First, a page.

To finish off the STi front suspension conversion, I picked up a set of STi aluminum lower control arms. If you want a set that adds caster, avoid a set from a 2007 STi. There are some visual cues of the caster adding LCAs, however they aren’t obvious at first glance. Check out this thread on Nasioc for more details.
My main reason for going with the STi LCAs was that my rear bushings are shot. I could of just replaced these with an anti-lift kit (ALK) and called it a day, but I wanted to upgrade the arms as well. The STi LCAs have a slightly wider track along with the added caster. The aluminum arms only weigh a pound less than the steel ones (10.5 lbs vs 9.5 lbs) but every pound counts in Project +Lightness.
You may need a STi front sway bar as well. I’ve heard you can make the WRX one work, but it may interfere other components. I already had an STi front sway bar in my stash so I dusted it off and put it to good use. The bars look similar except at the ends. The STi (top bar) takes a different route to the endlinks.
As you can see, the ends are a little bit different.
At any rate to pop the stock arms off you are going to need all your favorite tools. Dr. Lube, Captain Breaker Bar, and Good Ole Boy Impact Wrench. First up, decide whether or not you are going to remove the subframe u-brace. I didn’t want to remove it (because it’s awkward and kinda heavy-ish) but I couldn’t get my impact nor breaker bar on the front LCA bolts. So I dropped the u-brace for extra room to fight these rusty bolts.
To drop the subframe brace, I put a couple jack stands underneath so it doesn’t fall on my face once it’s free. Start by removing any plastic pop rivets that attach any plastic liners or covers to the brace. If you car was missing the splash cover like mine was, I would recommend hitting all of the bolts with penetrating oil.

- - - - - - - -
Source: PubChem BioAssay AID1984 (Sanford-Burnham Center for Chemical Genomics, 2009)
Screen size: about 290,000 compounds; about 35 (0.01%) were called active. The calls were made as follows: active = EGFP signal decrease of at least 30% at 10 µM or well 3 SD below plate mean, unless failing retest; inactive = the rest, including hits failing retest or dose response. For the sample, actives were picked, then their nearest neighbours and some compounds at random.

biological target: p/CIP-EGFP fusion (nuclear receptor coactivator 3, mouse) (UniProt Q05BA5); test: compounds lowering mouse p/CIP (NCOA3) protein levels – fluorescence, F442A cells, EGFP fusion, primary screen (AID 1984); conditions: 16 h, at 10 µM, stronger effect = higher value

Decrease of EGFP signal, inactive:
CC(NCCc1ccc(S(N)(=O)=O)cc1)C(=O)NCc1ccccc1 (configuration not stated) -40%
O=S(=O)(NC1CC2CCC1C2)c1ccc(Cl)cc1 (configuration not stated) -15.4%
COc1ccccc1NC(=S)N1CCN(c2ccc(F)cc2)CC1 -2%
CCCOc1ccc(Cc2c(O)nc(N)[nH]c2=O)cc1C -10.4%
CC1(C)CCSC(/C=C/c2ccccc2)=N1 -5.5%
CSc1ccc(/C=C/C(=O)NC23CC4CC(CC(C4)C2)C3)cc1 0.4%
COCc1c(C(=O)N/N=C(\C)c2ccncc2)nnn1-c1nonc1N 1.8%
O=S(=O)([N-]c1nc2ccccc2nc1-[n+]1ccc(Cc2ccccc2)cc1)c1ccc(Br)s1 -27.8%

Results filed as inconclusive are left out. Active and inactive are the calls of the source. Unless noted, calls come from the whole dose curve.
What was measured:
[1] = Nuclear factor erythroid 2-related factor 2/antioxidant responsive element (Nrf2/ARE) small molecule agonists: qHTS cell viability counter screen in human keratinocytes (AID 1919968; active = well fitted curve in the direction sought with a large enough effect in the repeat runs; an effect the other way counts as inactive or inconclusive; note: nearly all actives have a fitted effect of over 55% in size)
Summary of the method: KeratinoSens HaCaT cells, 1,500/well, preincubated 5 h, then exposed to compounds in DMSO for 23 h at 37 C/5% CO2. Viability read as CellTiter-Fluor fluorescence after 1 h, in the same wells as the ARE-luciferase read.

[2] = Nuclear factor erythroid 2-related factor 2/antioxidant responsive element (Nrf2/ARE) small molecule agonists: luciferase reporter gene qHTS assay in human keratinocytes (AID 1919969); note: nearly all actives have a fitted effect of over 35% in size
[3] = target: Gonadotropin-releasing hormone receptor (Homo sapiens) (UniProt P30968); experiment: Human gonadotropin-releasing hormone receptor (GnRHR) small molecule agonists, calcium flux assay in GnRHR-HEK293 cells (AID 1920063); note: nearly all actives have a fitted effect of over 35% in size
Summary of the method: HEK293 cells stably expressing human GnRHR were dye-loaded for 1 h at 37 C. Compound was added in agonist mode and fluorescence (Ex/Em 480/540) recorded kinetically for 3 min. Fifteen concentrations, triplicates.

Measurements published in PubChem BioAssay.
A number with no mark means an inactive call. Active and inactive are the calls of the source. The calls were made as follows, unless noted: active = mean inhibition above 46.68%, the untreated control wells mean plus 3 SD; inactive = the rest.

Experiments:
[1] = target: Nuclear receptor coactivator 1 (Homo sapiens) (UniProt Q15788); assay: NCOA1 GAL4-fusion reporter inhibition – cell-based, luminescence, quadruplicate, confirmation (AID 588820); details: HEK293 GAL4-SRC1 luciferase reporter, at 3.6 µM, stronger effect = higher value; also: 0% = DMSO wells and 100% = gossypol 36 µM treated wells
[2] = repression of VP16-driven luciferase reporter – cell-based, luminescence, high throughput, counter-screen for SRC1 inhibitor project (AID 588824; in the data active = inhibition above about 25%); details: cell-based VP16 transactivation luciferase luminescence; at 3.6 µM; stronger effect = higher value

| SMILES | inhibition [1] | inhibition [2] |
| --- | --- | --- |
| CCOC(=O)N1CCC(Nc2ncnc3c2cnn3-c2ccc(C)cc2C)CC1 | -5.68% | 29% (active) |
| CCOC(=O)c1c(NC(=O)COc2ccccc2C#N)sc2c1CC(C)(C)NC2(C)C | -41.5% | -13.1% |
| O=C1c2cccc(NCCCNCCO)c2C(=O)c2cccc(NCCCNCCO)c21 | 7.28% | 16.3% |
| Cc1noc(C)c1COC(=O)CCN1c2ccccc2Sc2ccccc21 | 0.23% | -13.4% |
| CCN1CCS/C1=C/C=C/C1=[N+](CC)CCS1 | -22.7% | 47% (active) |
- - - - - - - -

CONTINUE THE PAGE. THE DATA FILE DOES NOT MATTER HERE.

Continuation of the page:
With the u-brace is out of the way it’s time to pull the sway bar. Disconnect the endlinks to the control arms, sometimes these will zip off with an impact, otherwise you will need an allen key and a pass-thru wrench. I don’t have a pass-thru wrench in my toolbox, so I used my impact and a pair of vise grips.
Then there are two 12mm bolts/nuts on each side of the bushing brackets. Once those are out loosen either the rear or front bolts on the jack plate and remove the opposite set. The sway bar should slide right out.
Now the fun begins.
The front control bolt (17mm) on my car was frozen in place. It’s the first bolt my trusty old Ryobi 1/2-inch impact failed to remove. I put my 1/2-inch 3-foot breaker bar on it and I had to use every bit of leverage I had to get it to move. It popped so loud I thought I broke the bolt. However it had barely moved. Eventually I got it to a point where I could use the impact to finish removing the bolt.
Next there are two 19mm bolts holding the rear bushing in place. Impact got those out no problem. I guess the rust there was minimum. I removed the ball joint bolt earlier so a couple taps from my hammer and the control arm was free.
The OEM WRX LCAs would probably be just fine with an ALK or stiffer bushings. The weight difference isn’t that large unless you are gunning for every pound off the front end (like myself). The main benefit of the STi control arms is the added caster.
I weighed the control arms since I had them out. The steel one weighs 10.5 lbs and the aluminum weighs 9.5 pounds. Not a major difference, but the car does seem smoother on the road at highway speeds. At slow speeds it does seem a little bumpier. Like most things automotive there are trade-offs.
Installation is reverse of removal. I found installing the rear control arm bolts first is easier. They are kind of a PITA to line up though. Next is the front control arm bolt, followed by the ball joint.
Repeat on the other side, then install your front sway bar and sit back and enjoy your new control arms because you probably won’t see them again until your next oil change.
I haven’t reinstalled my subframe brace due to the sad state of the bolts. I’m afraid some of them will snap when I torque them down. I’m sure that has an effect on the steering input, but I won’t know for sure until I reinstall the brace.
Out on the road I am still amazed at how different the car handles now. All of the physical differences between the two control arms are pretty minor, but they led to great results on the road. My only complaint might be that my rack may be too slow for the increased steering effort.
I took it to the Skyway/Dragon over the weekend and front end grip is pretty amazing. I can feel the front end of the car dig in and claw it’s way through hairpin turns without an ounce of understeer. I probably need an alignment though since I can’t seem to get my steering wheel to center up. I’m sure my toe is off.